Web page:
Blog : Is it possible with ever-changing packaging formats?
A how-to guide for dairy packagers by Director Phil Biggs, first published in Australian Dairy Foods magazine by the Dairy Industry Association of Australia.
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Consumer demand for portion control, convenience, packaging innovation, sustainable packaging and authentication has led to a bewildering array of smaller-sized and cleverly designed dairy-packaging formats.
While the range of what’s now available in smaller pack format is potentially disorienting, on the positive side there’s increased use of renewables in primary and secondary packs.
Supermarket shelves are filled with exciting shapes that draw the eye, containers that stack well in the fridge or in lunchboxes, and that are also easy to hold, use and consume.
However, there are drawbacks for the automated packaging of new styles, where an increased number of formats requires frequent changeovers and more flexible handling than most older lines can accommodate.
Given the current progression in plant-based packaging and plastic alternatives, it seems there’s no end in sight to the changes that packagers will be required to accommodate. In addition, recycled materials tend to contain more variations and can be harder for equipment to handle. Then there’s the headache of traceability and applying coding to different shapes and substrates. Shelf-ready packaging is almost a given in some product categories—which is an extra hurdle. Increased demand requires increased production rates, so extra speed is needed as well.
With the introduction of Industry 4.0, where data from each product and machine on a packaging line is fed into higher-level management systems, managers are under pressure to modernise their packaging lines.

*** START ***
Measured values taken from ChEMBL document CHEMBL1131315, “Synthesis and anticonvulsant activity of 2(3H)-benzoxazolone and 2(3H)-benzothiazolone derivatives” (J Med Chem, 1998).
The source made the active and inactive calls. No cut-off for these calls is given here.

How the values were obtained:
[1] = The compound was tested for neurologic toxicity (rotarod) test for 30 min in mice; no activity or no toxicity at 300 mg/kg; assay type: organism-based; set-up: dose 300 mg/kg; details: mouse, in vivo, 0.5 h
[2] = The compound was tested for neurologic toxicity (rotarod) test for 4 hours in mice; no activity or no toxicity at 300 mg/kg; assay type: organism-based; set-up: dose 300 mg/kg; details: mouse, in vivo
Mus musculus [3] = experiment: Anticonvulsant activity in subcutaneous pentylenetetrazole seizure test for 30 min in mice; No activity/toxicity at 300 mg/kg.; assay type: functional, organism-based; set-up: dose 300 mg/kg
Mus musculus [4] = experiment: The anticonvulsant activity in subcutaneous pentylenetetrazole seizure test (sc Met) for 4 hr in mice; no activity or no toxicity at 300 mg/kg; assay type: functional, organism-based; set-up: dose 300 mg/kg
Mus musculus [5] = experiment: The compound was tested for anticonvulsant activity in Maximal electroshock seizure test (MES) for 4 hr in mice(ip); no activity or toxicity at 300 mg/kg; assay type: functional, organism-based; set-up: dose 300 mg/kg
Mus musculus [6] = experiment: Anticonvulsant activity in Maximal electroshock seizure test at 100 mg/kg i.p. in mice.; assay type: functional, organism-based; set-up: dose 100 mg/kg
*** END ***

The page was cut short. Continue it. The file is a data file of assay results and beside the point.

Most older machines are locked into legacy protocols that make it difficult to connect them to an Internet of Things (IoT) solution to mine their valuable data.
At a time when the dairy industry is hardly feeling flush with cash—certainly compounded by COVID-19—huge capital outlay for an all-new digitised packaging line isn’t an option for everyone. And any investment in equipment is fraught with risk if packaging formats keep changing.
So what’s the answer?
The solution to the problem is twofold: packaging automation needs to be flexible, and equipment needs to be carefully integrated.
The equipment itself must be flexible enough to be upgraded over time to suit new packaging formats, speed, safety, hygiene, traceability and reporting requirements.
Retrofitting is sometimes possible. Safety upgrades are always recommended and required by law if machines are relocated.
For handling a wide range of products in random or frequently changing patterns, robotic arms with tailored end-of-arm tooling are the safest option. Pick-and-place loaders can organise products that arrive in a random order from upstream processes. Vision technology adds a set of “eyes” and ensures that products and packages are positioned correctly and meet quality standards.
Robotic de-palletising, palletising and case packing offer fast changeovers and easier packing or palletising pattern adjustments. Packing cases on an angle uses gravity to prevent products moving within the carton, enabling historically difficult products to be packed automatically, and thus reducing costly labour. Fancy new stackable cheese packs, we’re looking at you!
Look for compact equipment with small footprints to reduce overheads. Consistent human-machine interfaces, or “HMI”, make it easier for operators to manage the line and minimise changeover times. Multi-functional machines are convenient, but make it harder to upgrade just one of those functions further down the line. Sometimes, separate pieces of equipment are warranted.
Choose a system that handles the broadest range of discrepancies and can very quickly handle rejects to avoid delays.
Smart conveyor design can account for accumulation and buffering issues, keeping the line moving and downtime minimised. Optimised line speed is not just about faster machines with faster changeovers. Buffering and accumulation are the keys to maximising line output. Accumulation is the temporary collation of product for downstream processes. Buffering is the process by which the collated products are delivered to downstream processes at a different rate to what they are received.